Traveling DNA: Lessons I Learned From My Son

“Because he had no place he could stay in without getting tired of it and because there was nowhere to

go but everywhere,keep rolling under the stars…” -Jack Kerouac

In a span of about a month, I traveled separately with my 88 year old father and then with my 18 year old son. Not surprisingly there were some vast differences along with some ironic similarities considering they are 70 years apart in age. Both trips were insightful, it really was a lesson in learning more about myself.

My son, Benson, sailing off the coast of Key West.
My son, Benson, sailing off the coast of Key West.

My son is in the last weeks of his Freshman year at the University of Miami. The timing of a weekend trip to Key West was not likely ideal considering he was supposed to be studying for finals, but his willingness to adapt his schedule to accompany his mother to the end of the Continental United States is admirable. Key West with your mother…when you are 18…that is one secure teenager.

So these are my lessons from this trip:

1. Patience. My Father might have patience, but mine was sorely lacking the morning I arrived to pick up my son to drive to Key West. I thought we would be leaving promptly for the 3 plus hour drive. He was at the track, running sprints. Two hours later we were finally on the road. I have to say I had to take a breath and say to myself, “Cathy, you will wait patiently for your Father to use the Men’s room but you can’t be patient with your own son?” Chill out and be patient.

2. Agenda. Let go of it. I had a plan to make it to a recommended lunch spot in Marathon (some 2 hours away) When we left 2 hours late and my son suggested Cracker Barrel, I needed to let go of my agenda. Again, I didn’t seem to care where I ate with my Father, why did it matter with my son? He was used to heading to bed at 3 AM (yes…or even later) but he hit the sack at 10 PM. He could have stayed up watching YouTube until 2 AM but he didn’t have an agenda to stick to. Give up your agenda.

3. Generous. My son is generous to a fault. So generous that, he once went to an ATM to give a homeless man twenty dollars. When his uncle gave him a twenty dollar bill at the ripe old age of 5, he took it to the Boys and Girls Club and bought every soda and snack in the vending machine and shared it with his compatriots. My son’s first thought when we arrived in Key West was what gifts he wanted to buy for his friends. So maybe his generosity isn’t a fault but something I need to embrace myself. Instead of looking at what coffee mug I want for myself, I need to take a lesson from his generosity to others. Be generous.

4. Flexible. My son is flexible to any change in course. We wanted to see the famous sunset from Mallory Square on the edge of Key West. We had an hour to kill and he was open to where we ate, what we ate and didn’t care how long a walk it was. If the roles were reversed, I would have had a checklist of “must haves” before leaving the island (i.e. Oysters, conch fritters, mojito…etc). If I told him we were going to the Waffle House, he would have been on board. Much like my father, my son can change course easily and be flexible.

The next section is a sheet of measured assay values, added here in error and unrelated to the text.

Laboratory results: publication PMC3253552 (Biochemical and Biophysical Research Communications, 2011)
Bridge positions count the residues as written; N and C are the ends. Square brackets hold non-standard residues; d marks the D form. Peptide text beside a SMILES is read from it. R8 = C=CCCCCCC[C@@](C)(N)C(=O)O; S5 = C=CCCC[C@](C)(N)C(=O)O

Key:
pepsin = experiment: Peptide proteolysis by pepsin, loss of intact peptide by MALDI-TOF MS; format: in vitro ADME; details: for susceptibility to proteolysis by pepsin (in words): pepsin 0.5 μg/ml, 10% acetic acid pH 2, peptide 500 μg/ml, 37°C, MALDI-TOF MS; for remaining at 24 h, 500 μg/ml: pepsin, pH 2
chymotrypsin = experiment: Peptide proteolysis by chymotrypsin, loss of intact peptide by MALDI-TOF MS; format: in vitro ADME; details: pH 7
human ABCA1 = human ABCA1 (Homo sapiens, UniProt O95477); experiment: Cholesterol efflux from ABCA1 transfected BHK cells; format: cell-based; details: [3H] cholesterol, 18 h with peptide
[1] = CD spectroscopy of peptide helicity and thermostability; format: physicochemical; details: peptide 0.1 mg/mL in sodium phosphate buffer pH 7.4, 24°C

5. Curiosity. While my son doesn’t have random conversations with anyone he meets (like my father), he has the same wanderlust. In fact this is definitely in the family DNA. Me -“Do you want to check out the southern most point in the US?” Him – “sure”. Me -“Do you want to take a sailboat ride?” Him – “sure”. Me – “Want to check out the oldest restaurant in the US?” Him -“OK”. When we were driving back to Miami, he turned to me and said “What is our next adventure?”. Be curious.

6. Co-pilot. My son is an excellent co-pilot. Whether taking pictures, cueing up music or finding change for the toll, he is at the ready. We both love to listen to podcasts like “The Moth“, “This American Life” and “A Prairie Home Companion”. He was the car DJ setting up the one’s he wanted me to hear even if he had already heard them. I actually look forward to long drives with him as my co-pilot, because I know we are going to listen to some interesting stuff.

7. Line. My son knows when to draw the line. A waiter had forgotten an appetizer we had ordered. My son spoke up. We got a free dessert. When he had to spend some time studying (did I mention this was just days before finals), he stayed behind to study. When we were headed back and were short on time, he found a lunch place close to campus. He knows when to cut loose and when to reign it in. He knows where to draw the line.

I’m glad I got to spend some quality time with my son. I know that times like these are few and far between as he continues on with his college studies and then on to a career. It was time well spent. It’s great when your children can teach you things about yourself. It makes me proud to be his mom.

4 thoughts on “Traveling DNA: Lessons I Learned From My Son

  1. brian suvick

    Fun to read, you guys are awesome and the efforts you make to support each other are remarkable…say hello to your dad for me, please!

    Like

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